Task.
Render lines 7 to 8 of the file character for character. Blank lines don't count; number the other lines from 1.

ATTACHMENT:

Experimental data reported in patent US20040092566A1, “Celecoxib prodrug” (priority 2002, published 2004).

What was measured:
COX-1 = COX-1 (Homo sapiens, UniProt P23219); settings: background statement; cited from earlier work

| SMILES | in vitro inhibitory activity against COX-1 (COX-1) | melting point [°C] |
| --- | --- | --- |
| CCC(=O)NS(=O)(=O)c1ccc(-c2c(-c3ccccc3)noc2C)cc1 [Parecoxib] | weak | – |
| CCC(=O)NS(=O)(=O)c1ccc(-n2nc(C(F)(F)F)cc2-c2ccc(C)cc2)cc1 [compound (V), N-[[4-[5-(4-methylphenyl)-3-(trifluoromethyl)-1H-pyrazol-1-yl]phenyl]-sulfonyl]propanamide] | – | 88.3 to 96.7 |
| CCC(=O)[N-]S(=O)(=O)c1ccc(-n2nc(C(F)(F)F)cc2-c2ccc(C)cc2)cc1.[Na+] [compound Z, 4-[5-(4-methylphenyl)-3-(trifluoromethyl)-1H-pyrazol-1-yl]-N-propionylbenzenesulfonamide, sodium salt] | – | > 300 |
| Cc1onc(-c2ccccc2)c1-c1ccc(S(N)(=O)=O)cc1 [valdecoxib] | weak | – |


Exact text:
| CCC(=O)NS(=O)(=O)c1ccc(-n2nc(C(F)(F)F)cc2-c2ccc(C)cc2)cc1 [compound (V), N-[[4-[5-(4-methylphenyl)-3-(trifluoromethyl)-1H-pyrazol-1-yl]phenyl]-sulfonyl]propanamide] | – | 88.3 to 96.7 |
| CCC(=O)[N-]S(=O)(=O)c1ccc(-n2nc(C(F)(F)F)cc2-c2ccc(C)cc2)cc1.[Na+] [compound Z, 4-[5-(4-methylphenyl)-3-(trifluoromethyl)-1H-pyrazol-1-yl]-N-propionylbenzenesulfonamide, sodium salt] | – | > 300 |